Wednesday, August 6, 2014

The delights of official chores

Hey there my People of the Journal! How’s life treating you these days? I am sure you’re on a roller coaster, but that’s alright! As long as you survive it, it can only mean you’re having fun hehe.

Ok, I’m not gonna make this a long one. Just a quick look into my US visa application process. You think this can in no way, be fun. Well, the application in itself no, and obviously I have taken it very seriously. I do have the visa already but had to change it from my married name to my maiden name so my new passport matches with the visa. So yes, this comes as a warning note for those of you out there who have either divorced or married or changed status in any way: if you already have a visa don’t count on the fact that you can travel with both passports and show the justification document that proves the change in your status (be them translated and notarized) because you run a huge risk of being put on the next plane home and never enter US. The embassy’s strong recommendation is to re-apply for your visa (you fall into the Visa Renewal category for these situations) and be safe. So that’s my case now.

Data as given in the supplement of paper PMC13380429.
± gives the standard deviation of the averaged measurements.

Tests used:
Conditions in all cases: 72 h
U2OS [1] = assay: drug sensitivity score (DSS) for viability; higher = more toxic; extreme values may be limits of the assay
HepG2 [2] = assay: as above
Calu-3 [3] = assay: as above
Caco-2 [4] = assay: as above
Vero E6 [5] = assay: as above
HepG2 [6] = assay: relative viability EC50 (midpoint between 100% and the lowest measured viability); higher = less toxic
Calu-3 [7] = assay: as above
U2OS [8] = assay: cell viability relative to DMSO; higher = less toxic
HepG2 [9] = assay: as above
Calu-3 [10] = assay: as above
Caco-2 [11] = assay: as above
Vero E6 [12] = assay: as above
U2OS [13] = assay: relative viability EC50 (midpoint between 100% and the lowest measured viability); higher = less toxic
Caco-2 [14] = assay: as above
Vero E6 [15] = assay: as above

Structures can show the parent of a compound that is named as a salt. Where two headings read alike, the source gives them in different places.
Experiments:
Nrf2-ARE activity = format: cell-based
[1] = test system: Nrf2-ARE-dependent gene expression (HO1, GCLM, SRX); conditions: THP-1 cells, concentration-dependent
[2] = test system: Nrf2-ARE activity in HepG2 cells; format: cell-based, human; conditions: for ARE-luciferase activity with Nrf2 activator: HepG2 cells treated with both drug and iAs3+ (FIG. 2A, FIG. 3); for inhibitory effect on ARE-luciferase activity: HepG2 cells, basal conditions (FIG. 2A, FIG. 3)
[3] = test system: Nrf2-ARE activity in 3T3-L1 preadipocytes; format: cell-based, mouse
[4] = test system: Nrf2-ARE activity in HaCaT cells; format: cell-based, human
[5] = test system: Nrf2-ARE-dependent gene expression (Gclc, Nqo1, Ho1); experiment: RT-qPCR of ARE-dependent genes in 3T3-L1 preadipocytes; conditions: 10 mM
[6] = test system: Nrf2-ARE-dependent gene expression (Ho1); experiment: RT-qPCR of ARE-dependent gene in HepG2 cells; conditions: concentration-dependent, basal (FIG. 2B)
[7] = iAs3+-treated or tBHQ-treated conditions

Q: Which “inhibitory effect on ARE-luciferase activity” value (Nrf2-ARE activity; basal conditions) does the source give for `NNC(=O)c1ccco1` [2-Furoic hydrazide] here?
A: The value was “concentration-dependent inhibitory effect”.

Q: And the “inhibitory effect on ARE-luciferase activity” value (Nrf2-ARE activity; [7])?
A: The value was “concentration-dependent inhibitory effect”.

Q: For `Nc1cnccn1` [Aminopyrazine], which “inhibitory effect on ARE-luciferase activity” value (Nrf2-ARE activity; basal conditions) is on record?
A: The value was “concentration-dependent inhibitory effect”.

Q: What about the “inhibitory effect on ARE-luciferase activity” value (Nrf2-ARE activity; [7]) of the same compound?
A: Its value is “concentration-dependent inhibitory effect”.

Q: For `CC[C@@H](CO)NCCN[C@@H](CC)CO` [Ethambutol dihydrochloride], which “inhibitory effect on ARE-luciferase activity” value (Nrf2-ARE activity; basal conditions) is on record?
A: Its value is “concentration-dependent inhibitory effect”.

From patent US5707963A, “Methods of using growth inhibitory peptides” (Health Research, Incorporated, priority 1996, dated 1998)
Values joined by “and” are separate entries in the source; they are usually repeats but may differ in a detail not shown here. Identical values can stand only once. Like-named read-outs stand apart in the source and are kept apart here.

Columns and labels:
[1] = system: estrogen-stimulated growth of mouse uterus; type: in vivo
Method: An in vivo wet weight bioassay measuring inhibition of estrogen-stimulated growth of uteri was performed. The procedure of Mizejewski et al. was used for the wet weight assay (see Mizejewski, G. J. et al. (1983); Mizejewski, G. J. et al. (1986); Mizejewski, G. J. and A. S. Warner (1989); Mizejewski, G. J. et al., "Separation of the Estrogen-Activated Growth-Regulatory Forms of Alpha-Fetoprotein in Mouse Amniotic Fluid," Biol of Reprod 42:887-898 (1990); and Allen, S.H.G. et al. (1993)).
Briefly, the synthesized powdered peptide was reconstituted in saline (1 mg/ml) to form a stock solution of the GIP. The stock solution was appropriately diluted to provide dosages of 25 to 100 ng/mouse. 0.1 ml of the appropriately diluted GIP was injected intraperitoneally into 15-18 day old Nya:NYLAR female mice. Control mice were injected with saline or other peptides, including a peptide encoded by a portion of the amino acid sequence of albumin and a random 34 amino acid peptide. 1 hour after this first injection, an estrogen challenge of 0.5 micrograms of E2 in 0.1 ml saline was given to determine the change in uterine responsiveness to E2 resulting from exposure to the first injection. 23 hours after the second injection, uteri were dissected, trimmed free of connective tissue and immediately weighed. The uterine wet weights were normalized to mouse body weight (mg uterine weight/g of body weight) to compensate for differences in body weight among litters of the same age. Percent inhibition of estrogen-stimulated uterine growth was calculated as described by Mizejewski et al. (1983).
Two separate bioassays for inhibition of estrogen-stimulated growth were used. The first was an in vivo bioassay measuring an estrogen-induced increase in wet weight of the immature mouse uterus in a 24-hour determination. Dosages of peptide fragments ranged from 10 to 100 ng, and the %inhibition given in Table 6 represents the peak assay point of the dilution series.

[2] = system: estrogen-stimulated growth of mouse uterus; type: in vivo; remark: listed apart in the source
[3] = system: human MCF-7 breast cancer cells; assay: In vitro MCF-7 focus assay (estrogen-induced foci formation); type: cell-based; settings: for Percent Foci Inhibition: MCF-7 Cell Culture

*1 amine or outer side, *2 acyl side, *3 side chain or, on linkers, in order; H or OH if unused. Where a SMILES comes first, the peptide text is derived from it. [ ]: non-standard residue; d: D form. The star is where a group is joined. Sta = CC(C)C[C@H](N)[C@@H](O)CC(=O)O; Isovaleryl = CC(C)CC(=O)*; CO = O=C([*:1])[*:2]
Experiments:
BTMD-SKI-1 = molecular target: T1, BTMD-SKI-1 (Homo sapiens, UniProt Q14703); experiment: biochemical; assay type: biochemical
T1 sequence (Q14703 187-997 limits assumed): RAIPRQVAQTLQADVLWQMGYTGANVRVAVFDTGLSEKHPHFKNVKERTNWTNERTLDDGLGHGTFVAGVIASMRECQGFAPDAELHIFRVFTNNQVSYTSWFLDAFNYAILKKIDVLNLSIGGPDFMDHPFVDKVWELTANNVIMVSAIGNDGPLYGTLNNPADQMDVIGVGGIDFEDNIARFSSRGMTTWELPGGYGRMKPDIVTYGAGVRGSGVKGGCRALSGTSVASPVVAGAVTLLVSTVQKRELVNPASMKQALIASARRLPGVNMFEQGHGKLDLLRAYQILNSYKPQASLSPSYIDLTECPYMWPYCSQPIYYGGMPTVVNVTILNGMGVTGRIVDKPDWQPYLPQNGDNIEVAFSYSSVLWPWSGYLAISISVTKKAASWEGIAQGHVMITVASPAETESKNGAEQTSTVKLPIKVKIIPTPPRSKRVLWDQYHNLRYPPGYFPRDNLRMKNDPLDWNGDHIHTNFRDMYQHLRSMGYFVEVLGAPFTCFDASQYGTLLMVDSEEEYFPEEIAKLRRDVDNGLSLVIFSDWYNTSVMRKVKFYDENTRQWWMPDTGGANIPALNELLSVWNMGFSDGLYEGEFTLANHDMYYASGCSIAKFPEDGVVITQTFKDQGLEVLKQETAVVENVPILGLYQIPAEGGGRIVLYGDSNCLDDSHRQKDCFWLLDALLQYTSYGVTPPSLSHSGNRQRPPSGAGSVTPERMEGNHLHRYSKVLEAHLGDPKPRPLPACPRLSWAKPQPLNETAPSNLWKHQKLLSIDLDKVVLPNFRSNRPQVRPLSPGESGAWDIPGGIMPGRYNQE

So as you know – those who have applied – I did the online application, paid the fee, made an appointment. Took a horrifying “professional” photo that would have banished me from the beautiful gene pool for sure! So on the last minute I asked my colleague to take a photo of me lined up against the wall. My IPhone works wonders I tell you! So that was money well spent for a photo I never used, tore and burnt afterwards! Haha Anyway. I made the appointment for Monday morning. All good. I get there; we queue in line outside the embassy gate when an officer comes in with this little thingy looking like a small bandage and swaps our files and hands then goes back in. I am always very intrigued by these secretive military/cop like procedures. I want to know what they mean. Are they testing me for drugs? Gun powder residue on my hands in case I have loaded a gun back home? Hmmm. I want to know!!! Of course, they don’t tell me anything. We get in, only four people at a time even though there are plenty waiting outside and it’s pretty early in the morning.